The proposal will be open for 90 days, and if approved would affect 18,000 to 19,000 tanning salons as well as another 20,000 facilities such as health clubs. 1.6 million minors indoor tan every year, and this would end that number.

We at MoleSafe support this movement by the FDA. It will start saving lives immediately.

What do YOU think? Let us know below!

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Yale ‘Dream Team’ Created To Fight Skin Cancer

December 3rd, 2015

This week, the New Haven Register reported that Yale University has formed a medical ‘dream team’ to fight skin cancer.  The team is being led by Dr. Patricia LoRusso, who is associate director of innovative medicine at the Yale Cancer Center. She is being joined by Jeffrey Trent, who is president and research director for the Translational Genomics Research Institute in Phoenix. Stand Up To Cancer and the Melanoma Research Alliance are sponsoring the team.

The team is looking at melanoma patients that do not have the BRAF mutation. These patients often have no treatments available to them if immune therapy has failed. They are trying to find current treatments that are already  on the market to help these patients.  The goal would be to find other mutations other than BRAF that could be targeted.

We at MoleSafe hope this team is able to accomplish their dreams.

What do YOU think? Let us know below!

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Sun Protection Tips For Winter Vacations

November 20th, 2015

This week, Health News Digest reported on some sun safety tips that will be important during the winter months while on vacation.  Melanoma is often linked with intense sun exposure, which is usually what people experience during these times.  Evading sunburn is especially key here, because more than 5 sunburns doubles someone’s risk for melanoma.

Avoiding a “base tan” or “base burn” is especially important. This is an extremely unhealthy way to try and achieve some color, and more importantly does not really exist.  Avoiding a tan or a burn is the only real way to protect yourself.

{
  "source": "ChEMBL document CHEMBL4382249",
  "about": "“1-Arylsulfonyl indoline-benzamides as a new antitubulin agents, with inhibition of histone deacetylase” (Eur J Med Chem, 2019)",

The Skin Cancer Foundation suggests you protect yourself by covering up, shielding your face, seeking shade, watching reflection, applying sunscreen, and simply avoiding tanning.  These steps are pretty easy to do and remember. Many involve simple things such as remembering protective clothing, hats, and umbrellas. In the short run they will also improve your vacation time, as no one likes a nasty sunburn while away on vacation.

We at MoleSafe think these are great tips that should be remembered year round.

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Unraveling Melanoma

November 5th, 2015

This week, BU Today reported on doctor Anurag Singh, who with a three year grant from the Melanoma Research Alliance (MRA) has been studying  NRAS in melanoma.  NRAS is a mutated gene in 20 percent of melanoma which currently has no treatment.

RAS genes are names for “rat sarcoma”, because they were first found in rats. The genes are part of a group of molecules called G proteins.  G proteins signal within cells, and there are about 200 of them.  They can all be activated on, but then turn themselves off without activation.

Mutant forms of these genes, such as the ones in melanoma, can’t seem to turn themselves off.  This confusion can cause rapid cell multiplication or at other times can cause cancer cells to not decompose.